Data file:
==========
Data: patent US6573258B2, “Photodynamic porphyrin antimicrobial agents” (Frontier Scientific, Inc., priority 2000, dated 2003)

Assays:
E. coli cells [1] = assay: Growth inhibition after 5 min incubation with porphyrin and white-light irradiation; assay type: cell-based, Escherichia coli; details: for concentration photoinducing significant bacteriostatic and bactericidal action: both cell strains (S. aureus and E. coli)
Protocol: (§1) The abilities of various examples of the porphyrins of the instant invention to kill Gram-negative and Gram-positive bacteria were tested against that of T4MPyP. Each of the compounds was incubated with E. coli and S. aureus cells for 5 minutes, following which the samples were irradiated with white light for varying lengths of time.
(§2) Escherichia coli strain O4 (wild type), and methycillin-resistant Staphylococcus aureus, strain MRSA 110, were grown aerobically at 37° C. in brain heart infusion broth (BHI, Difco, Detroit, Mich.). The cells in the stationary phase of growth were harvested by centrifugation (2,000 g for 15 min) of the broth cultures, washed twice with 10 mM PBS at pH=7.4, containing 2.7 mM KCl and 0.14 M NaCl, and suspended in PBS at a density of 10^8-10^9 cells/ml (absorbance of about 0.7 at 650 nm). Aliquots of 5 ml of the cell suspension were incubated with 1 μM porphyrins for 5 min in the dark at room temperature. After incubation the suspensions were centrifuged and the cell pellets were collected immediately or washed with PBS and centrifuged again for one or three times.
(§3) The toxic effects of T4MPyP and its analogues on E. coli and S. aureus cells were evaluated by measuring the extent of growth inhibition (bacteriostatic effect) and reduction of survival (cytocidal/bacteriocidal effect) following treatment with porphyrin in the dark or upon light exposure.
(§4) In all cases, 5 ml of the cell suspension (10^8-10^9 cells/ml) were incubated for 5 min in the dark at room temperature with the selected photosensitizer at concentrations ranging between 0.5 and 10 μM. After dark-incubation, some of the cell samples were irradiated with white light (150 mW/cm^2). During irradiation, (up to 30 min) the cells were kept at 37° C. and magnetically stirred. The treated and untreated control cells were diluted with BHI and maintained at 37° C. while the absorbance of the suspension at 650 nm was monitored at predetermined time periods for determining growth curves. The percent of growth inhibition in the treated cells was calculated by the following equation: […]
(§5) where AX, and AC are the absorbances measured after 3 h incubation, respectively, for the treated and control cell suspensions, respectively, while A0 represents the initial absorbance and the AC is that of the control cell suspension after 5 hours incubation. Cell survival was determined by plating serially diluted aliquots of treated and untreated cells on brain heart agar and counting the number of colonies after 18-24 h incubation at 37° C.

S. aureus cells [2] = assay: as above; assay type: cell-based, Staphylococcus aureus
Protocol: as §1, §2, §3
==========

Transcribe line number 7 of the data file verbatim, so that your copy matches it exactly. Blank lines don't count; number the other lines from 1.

(§4) In all cases, 5 ml of the cell suspension (10^8-10^9 cells/ml) were incubated for 5 min in the dark at room temperature with the selected photosensitizer at concentrations ranging between 0.5 and 10 μM. After dark-incubation, some of the cell samples were irradiated with white light (150 mW/cm^2). During irradiation, (up to 30 min) the cells were kept at 37° C. and magnetically stirred. The treated and untreated control cells were diluted with BHI and maintained at 37° C. while the absorbance of the suspension at 650 nm was monitored at predetermined time periods for determining growth curves. The percent of growth inhibition in the treated cells was calculated by the following equation: […]